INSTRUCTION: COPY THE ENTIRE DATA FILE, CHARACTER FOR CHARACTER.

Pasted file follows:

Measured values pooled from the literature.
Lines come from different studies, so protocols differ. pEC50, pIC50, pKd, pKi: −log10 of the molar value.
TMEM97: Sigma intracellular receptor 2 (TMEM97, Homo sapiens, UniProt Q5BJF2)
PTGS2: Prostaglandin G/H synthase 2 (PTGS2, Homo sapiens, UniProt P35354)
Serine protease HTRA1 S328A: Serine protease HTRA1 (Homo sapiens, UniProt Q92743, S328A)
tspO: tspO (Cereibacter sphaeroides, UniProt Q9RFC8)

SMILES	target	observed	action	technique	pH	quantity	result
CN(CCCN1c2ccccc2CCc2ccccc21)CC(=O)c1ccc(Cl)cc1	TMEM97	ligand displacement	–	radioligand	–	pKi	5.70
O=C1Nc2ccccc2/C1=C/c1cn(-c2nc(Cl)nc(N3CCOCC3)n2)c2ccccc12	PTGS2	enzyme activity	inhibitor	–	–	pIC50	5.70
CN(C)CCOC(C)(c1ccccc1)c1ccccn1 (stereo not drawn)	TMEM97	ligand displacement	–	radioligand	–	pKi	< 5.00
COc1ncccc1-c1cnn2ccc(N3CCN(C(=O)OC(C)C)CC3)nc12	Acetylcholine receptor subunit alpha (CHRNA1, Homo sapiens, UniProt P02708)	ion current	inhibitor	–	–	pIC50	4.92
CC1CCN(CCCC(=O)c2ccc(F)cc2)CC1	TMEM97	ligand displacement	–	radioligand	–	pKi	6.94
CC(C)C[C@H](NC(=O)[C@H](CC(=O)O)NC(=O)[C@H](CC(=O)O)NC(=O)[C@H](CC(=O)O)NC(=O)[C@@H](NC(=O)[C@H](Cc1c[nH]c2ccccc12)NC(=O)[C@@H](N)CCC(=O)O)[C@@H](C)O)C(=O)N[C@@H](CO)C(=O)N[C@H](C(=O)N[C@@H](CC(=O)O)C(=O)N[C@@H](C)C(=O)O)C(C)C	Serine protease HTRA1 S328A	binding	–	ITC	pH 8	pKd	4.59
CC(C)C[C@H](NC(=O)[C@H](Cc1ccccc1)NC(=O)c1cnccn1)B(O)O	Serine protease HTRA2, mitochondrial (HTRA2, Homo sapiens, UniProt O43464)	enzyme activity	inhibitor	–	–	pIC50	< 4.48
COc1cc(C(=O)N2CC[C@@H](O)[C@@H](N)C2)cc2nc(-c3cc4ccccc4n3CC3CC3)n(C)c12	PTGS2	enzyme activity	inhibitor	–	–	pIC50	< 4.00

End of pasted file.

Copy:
Measured values pooled from the literature.
Lines come from different studies, so protocols differ. pEC50, pIC50, pKd, pKi: −log10 of the molar value.
TMEM97: Sigma intracellular receptor 2 (TMEM97, Homo sapiens, UniProt Q5BJF2)
PTGS2: Prostaglandin G/H synthase 2 (PTGS2, Homo sapiens, UniProt P35354)
Serine protease HTRA1 S328A: Serine protease HTRA1 (Homo sapiens, UniProt Q92743, S328A)
tspO: tspO (Cereibacter sphaeroides, UniProt Q9RFC8)

SMILES	target	observed	action	technique	pH	quantity	result
CN(CCCN1c2ccccc2CCc2ccccc21)CC(=O)c1ccc(Cl)cc1	TMEM97	ligand displacement	–	radioligand	–	pKi	5.70
O=C1Nc2ccccc2/C1=C/c1cn(-c2nc(Cl)nc(N3CCOCC3)n2)c2ccccc12	PTGS2	enzyme activity	inhibitor	–	–	pIC50	5.70
CN(C)CCOC(C)(c1ccccc1)c1ccccn1 (stereo not drawn)	TMEM97	ligand displacement	–	radioligand	–	pKi	< 5.00
COc1ncccc1-c1cnn2ccc(N3CCN(C(=O)OC(C)C)CC3)nc12	Acetylcholine receptor subunit alpha (CHRNA1, Homo sapiens, UniProt P02708)	ion current	inhibitor	–	–	pIC50	4.92
CC1CCN(CCCC(=O)c2ccc(F)cc2)CC1	TMEM97	ligand displacement	–	radioligand	–	pKi	6.94
CC(C)C[C@H](NC(=O)[C@H](CC(=O)O)NC(=O)[C@H](CC(=O)O)NC(=O)[C@H](CC(=O)O)NC(=O)[C@@H](NC(=O)[C@H](Cc1c[nH]c2ccccc12)NC(=O)[C@@H](N)CCC(=O)O)[C@@H](C)O)C(=O)N[C@@H](CO)C(=O)N[C@H](C(=O)N[C@@H](CC(=O)O)C(=O)N[C@@H](C)C(=O)O)C(C)C	Serine protease HTRA1 S328A	binding	–	ITC	pH 8	pKd	4.59
CC(C)C[C@H](NC(=O)[C@H](Cc1ccccc1)NC(=O)c1cnccn1)B(O)O	Serine protease HTRA2, mitochondrial (HTRA2, Homo sapiens, UniProt O43464)	enzyme activity	inhibitor	–	–	pIC50	< 4.48
COc1cc(C(=O)N2CC[C@@H](O)[C@@H](N)C2)cc2nc(-c3cc4ccccc4n3CC3CC3)n(C)c12	PTGS2	enzyme activity	inhibitor	–	–	pIC50	< 4.00